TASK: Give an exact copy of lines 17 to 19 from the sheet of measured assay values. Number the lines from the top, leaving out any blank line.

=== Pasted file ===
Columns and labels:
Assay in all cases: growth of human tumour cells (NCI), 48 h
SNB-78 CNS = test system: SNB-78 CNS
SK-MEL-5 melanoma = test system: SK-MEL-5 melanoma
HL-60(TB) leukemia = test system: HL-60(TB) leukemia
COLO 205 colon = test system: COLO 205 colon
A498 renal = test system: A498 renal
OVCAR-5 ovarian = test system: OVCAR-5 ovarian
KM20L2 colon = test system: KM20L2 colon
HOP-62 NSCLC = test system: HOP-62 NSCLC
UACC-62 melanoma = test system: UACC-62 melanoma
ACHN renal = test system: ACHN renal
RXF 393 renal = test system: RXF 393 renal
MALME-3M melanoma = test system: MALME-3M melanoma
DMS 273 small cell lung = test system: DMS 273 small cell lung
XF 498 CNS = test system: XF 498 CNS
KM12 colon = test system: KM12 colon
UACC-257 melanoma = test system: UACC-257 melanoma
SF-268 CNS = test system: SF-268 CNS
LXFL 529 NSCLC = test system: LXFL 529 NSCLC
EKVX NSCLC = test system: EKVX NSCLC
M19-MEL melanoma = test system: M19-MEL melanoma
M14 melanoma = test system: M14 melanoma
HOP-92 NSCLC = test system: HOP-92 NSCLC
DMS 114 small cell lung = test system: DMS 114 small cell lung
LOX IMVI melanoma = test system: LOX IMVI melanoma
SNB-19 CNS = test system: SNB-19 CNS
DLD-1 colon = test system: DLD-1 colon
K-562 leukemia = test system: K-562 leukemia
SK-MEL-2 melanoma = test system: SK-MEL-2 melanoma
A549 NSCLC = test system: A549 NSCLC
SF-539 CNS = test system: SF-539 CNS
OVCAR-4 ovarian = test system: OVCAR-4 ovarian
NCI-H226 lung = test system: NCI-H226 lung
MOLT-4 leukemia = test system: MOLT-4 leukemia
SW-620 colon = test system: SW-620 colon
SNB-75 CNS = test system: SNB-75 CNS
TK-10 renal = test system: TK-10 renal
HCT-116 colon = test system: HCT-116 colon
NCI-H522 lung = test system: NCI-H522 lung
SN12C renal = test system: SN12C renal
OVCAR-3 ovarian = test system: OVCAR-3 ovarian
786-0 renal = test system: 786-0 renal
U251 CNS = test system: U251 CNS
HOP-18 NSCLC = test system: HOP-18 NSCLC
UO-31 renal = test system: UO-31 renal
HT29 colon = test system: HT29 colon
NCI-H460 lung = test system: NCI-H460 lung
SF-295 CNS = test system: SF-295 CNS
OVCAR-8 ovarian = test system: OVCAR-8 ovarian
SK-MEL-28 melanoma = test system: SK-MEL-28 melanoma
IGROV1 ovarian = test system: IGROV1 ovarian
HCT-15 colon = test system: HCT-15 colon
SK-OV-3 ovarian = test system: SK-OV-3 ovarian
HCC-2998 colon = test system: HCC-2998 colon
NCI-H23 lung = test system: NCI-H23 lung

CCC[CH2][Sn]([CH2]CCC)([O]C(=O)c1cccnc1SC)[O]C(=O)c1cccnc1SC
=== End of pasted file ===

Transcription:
KM12 colon = test system: KM12 colon
UACC-257 melanoma = test system: UACC-257 melanoma
SF-268 CNS = test system: SF-268 CNS